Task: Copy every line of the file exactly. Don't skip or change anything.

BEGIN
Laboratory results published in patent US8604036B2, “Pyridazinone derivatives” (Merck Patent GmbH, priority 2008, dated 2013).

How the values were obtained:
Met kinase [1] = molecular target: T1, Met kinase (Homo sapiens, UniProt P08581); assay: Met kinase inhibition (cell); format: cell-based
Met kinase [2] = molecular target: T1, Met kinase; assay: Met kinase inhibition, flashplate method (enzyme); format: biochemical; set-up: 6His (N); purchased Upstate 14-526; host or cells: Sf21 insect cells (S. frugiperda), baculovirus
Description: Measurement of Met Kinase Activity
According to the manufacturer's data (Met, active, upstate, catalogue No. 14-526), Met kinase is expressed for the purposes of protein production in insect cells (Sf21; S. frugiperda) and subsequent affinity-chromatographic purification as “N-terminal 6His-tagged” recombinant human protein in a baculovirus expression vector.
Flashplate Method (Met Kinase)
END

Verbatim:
Laboratory results published in patent US8604036B2, “Pyridazinone derivatives” (Merck Patent GmbH, priority 2008, dated 2013).

How the values were obtained:
Met kinase [1] = molecular target: T1, Met kinase (Homo sapiens, UniProt P08581); assay: Met kinase inhibition (cell); format: cell-based
Met kinase [2] = molecular target: T1, Met kinase; assay: Met kinase inhibition, flashplate method (enzyme); format: biochemical; set-up: 6His (N); purchased Upstate 14-526; host or cells: Sf21 insect cells (S. frugiperda), baculovirus
Description: Measurement of Met Kinase Activity
According to the manufacturer's data (Met, active, upstate, catalogue No. 14-526), Met kinase is expressed for the purposes of protein production in insect cells (Sf21; S. frugiperda) and subsequent affinity-chromatographic purification as “N-terminal 6His-tagged” recombinant human protein in a baculovirus expression vector.
Flashplate Method (Met Kinase)